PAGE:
Vanessa Peay said...


Thank you for sharing your story. I really like how your protagonist shares things. Since this book is contemporary I think it would be better if changed to first person. I want to feel Ivy's emotions.


Tabitha Bird said...

I so love the idea of a teen reading about her Mom as a teen and would love to see how that played out on the page. The query captures this wonderful premise. I am wondering though how much of the action plays out in the past or how much in the here and now. Perhaps the structure of the book could be made clearer in the query?
All the best though. A great idea!

Valerie Bodden said...

Hi AC, I love the premise of your book! I feel like we get a good idea of the mother's part of the story in the query, but I wasn't as sure about what's happening with Ivy--why would she get in trouble if her father found out? What does she want to do this summer that would be discovered if she is caught? Also, I love the idea that it's a love story at heart, but I wasn't sure whose love story, Ivy's or her mothers--or both? In your 250, I think you have a really deeply emotional and tense experience, but I wonder if it would resonate more if we knew more about Ivy in the present before being given this backstory--then we'd feel even more strongly for her. Overall, I'd keep reading. Nice job! I'm also the author of entry #5, so if you're still interested in potentially exchanging mss as CPs, feel free to e-mail me at valbodden(at)gmail(dot)com.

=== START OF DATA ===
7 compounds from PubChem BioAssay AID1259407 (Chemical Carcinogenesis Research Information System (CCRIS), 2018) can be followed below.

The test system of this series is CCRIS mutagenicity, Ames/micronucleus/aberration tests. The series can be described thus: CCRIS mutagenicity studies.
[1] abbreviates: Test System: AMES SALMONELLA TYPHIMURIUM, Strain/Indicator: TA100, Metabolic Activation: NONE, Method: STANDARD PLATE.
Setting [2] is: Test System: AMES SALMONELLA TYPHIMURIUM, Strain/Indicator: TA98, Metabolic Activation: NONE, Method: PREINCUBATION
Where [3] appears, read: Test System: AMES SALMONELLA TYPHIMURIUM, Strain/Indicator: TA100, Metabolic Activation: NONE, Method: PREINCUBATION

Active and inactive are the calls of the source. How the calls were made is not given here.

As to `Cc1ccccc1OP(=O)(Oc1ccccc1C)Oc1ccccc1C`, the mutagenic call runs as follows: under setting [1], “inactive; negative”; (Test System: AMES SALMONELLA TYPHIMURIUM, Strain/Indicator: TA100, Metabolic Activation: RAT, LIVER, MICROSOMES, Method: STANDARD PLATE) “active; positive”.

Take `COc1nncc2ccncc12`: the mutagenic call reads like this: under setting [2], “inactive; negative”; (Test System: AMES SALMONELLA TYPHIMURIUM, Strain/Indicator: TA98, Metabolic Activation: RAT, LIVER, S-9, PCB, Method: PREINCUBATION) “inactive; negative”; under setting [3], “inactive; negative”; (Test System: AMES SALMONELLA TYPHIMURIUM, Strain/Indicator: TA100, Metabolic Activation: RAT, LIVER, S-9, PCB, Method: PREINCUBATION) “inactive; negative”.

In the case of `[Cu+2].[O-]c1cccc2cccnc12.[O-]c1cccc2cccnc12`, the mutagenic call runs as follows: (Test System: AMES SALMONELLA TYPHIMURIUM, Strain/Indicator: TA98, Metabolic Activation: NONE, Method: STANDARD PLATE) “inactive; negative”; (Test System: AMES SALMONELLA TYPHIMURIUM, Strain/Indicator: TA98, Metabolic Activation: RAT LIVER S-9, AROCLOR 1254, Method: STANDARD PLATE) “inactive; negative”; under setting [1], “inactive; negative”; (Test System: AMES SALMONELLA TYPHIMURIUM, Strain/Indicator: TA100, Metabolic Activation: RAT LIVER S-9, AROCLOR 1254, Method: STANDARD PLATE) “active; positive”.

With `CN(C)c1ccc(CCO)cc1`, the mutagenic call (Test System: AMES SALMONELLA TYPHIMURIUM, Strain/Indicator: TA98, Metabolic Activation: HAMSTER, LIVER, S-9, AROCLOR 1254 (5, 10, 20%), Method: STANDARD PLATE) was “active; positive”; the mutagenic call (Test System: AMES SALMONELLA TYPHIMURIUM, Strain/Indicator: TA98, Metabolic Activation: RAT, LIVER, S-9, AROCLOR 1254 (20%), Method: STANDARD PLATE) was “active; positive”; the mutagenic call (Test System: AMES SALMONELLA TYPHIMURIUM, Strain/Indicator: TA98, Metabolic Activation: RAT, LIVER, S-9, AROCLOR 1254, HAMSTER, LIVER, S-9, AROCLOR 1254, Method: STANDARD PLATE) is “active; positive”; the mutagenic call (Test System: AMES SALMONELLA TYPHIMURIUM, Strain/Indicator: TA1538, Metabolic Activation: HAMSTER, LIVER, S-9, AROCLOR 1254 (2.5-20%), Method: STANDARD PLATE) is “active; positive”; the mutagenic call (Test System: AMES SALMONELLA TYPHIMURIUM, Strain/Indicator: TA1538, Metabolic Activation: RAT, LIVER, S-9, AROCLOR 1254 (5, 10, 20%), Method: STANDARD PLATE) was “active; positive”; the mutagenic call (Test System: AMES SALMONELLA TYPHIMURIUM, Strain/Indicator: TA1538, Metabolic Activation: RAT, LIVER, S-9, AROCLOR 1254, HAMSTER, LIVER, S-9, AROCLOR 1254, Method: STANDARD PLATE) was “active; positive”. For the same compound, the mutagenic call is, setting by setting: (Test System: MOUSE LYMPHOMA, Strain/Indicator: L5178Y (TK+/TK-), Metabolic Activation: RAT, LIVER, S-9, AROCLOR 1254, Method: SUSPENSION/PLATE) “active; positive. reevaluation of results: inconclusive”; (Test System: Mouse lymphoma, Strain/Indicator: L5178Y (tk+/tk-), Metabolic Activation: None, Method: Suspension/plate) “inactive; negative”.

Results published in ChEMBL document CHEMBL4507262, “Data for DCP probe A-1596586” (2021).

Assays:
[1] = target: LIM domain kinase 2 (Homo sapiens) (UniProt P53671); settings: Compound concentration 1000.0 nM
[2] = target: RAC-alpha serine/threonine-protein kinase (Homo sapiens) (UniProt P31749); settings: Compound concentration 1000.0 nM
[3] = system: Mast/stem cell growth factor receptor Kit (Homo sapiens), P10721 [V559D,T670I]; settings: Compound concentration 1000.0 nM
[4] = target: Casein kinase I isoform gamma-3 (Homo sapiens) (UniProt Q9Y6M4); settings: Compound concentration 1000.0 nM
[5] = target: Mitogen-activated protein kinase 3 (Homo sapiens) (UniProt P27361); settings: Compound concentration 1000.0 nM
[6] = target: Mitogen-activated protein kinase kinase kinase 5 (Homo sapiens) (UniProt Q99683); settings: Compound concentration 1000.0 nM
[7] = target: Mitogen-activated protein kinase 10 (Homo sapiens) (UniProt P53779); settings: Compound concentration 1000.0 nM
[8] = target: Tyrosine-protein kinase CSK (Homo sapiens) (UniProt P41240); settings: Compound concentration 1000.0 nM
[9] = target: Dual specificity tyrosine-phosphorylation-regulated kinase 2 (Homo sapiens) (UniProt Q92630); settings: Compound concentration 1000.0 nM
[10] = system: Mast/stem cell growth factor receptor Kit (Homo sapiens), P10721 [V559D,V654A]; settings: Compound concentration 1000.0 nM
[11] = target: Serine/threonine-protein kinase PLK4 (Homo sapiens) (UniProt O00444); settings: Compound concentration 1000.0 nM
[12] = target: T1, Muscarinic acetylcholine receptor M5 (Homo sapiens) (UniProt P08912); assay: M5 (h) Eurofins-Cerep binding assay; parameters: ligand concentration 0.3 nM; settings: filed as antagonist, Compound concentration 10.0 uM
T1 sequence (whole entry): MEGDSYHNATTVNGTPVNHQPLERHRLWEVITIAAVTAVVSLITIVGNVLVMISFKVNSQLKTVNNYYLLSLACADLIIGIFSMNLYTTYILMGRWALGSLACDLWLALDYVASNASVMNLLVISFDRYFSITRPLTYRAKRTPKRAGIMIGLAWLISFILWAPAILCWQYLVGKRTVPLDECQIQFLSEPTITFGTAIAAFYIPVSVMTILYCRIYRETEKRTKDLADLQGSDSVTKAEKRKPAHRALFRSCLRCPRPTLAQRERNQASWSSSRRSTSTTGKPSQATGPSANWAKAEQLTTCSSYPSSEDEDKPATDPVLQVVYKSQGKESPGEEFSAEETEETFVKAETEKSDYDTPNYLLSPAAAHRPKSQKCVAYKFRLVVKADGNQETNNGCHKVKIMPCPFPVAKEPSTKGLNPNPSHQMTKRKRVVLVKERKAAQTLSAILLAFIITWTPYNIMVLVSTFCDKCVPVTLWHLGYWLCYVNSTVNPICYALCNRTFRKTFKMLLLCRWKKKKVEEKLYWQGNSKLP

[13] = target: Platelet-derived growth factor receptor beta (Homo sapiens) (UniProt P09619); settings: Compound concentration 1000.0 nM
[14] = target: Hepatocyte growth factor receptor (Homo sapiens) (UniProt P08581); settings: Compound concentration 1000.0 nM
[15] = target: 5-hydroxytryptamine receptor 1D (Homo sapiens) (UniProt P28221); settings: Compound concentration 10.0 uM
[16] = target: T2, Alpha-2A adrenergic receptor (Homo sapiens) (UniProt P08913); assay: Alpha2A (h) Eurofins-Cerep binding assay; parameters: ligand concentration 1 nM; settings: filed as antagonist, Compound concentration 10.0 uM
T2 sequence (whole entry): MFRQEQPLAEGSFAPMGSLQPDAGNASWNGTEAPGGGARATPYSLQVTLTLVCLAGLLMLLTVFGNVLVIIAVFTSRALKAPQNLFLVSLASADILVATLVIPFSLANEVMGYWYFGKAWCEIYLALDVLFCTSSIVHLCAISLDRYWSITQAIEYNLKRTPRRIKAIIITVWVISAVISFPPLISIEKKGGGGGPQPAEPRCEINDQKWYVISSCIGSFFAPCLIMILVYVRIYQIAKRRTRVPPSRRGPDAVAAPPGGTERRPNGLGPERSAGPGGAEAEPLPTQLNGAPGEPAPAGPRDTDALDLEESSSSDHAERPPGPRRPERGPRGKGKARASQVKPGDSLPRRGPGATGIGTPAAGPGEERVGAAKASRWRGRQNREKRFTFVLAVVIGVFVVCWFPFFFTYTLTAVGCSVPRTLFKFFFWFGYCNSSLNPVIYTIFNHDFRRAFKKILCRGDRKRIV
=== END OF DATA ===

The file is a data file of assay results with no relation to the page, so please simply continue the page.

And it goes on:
JJM said...

Hello AC,

I enjoyed reading your query. What teenager stumbling upon a secret diary of a parent, would not be fascinated; I wonder if the book will flash back and forth between the present and 1992, comparing both lives at similar ages?

The short 250 words allowed in the query, hints to a mystery of romance and suspicion. Without the ability to read further, I am not entirely sure if Ivy’s mom has died, or is alive and affected by the brain tumor .“Things could be different. I could know her”.

There are sentence structure issues, but I agree, we all need to take our time and read through our work, before making the final presentation. Your query held my interest, I wish you luck in turning out a winner.